The First Lighthouse
Cross Island, 1714
Even then, the flaming beacon was old-fashioned;
lensed lamps had been available for years, yet
an open-fire blazed on top of the white-washed tower;
three storeys of island-quarried stone, picked
and carried on the convicts’ backs.
They built the walls two metres thick.
These twenty acres never did attract the sun;
there was no call for a mirror to catch the light;
Alexandria’s blue skies were little more than fables.
The people here had no time for sea-gods
who shepherd seals or speak of the past or future;
in these parts, that is better left unsaid.
This land lies three miles from the Lough’s mouth,
knows nothing of the Nile’s flat plains or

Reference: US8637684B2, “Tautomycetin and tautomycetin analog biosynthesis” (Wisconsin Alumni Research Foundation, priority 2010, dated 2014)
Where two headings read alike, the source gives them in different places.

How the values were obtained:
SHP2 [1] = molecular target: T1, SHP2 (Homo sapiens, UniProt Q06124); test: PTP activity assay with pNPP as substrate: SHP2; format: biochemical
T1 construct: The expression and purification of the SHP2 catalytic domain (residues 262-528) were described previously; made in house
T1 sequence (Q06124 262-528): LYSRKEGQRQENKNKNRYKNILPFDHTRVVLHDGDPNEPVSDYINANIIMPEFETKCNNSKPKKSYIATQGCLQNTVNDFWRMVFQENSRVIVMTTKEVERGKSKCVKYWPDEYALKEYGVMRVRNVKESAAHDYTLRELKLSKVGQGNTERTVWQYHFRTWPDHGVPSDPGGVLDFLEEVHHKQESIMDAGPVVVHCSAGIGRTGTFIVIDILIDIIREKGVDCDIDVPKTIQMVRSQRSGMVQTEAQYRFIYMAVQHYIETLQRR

the limestone pharos, reinforced with molten lead.
But yes, the fires burned alike. An iron spindle,
twenty metres up, revolved beneath the brazier;
the hot coals kept burning by the keeper —
a ton and a half on a windy night;
the old donkey lugging the black stuff
up the hill from the moonlit beach.
To live on a small patch of flat land,
in the middle of the sea, you need defences.
If herbs and fruit trees are to grow,
if you want chicken flavoured with rosemary
or poached pears and blackberries,
you must build four walls, raise the temperature
by degrees, to coax saplings to the sky.
The stone absorbs what little heat the sun gives,
prevents frost forming on fuchsia
flowered currants and salt-laden iced winds
from battering the swelling fruit.
There is nothing ornamental about this square
of stone built so close to waves
churning up porcelain and flakes of skin.